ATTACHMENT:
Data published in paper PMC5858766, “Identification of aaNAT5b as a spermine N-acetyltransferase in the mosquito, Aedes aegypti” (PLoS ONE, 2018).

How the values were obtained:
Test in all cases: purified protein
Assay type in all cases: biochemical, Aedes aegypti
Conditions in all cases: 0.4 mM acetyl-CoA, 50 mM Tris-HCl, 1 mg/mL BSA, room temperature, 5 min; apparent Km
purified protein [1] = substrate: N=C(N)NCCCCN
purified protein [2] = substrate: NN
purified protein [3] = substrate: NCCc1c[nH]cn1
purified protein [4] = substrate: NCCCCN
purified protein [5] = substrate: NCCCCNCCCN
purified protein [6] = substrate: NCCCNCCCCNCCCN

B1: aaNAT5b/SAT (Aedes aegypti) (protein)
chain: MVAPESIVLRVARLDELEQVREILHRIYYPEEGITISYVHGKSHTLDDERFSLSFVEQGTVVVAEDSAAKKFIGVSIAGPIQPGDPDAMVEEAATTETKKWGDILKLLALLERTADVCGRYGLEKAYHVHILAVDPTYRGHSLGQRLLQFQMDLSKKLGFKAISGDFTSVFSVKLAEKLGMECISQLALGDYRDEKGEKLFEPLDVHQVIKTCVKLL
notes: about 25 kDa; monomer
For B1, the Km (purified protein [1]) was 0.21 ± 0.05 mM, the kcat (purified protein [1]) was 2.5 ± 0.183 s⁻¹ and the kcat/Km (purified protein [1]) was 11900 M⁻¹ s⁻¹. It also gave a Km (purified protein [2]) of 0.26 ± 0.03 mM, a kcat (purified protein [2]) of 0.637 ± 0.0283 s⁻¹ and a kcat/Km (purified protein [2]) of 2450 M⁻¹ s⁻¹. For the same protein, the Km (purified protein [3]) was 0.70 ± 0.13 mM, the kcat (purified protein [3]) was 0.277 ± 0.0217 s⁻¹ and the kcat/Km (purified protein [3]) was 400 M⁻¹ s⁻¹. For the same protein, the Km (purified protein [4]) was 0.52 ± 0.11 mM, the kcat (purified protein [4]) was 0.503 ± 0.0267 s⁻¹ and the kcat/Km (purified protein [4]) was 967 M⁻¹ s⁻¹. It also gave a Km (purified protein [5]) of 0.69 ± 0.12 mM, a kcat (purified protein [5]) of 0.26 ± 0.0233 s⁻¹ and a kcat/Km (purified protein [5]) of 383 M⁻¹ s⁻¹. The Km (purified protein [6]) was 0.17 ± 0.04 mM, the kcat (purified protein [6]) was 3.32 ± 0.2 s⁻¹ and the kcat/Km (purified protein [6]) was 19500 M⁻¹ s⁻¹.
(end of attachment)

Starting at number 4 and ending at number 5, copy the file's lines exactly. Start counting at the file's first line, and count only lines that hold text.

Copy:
Assay type in all cases: biochemical, Aedes aegypti
Conditions in all cases: 0.4 mM acetyl-CoA, 50 mM Tris-HCl, 1 mg/mL BSA, room temperature, 5 min; apparent Km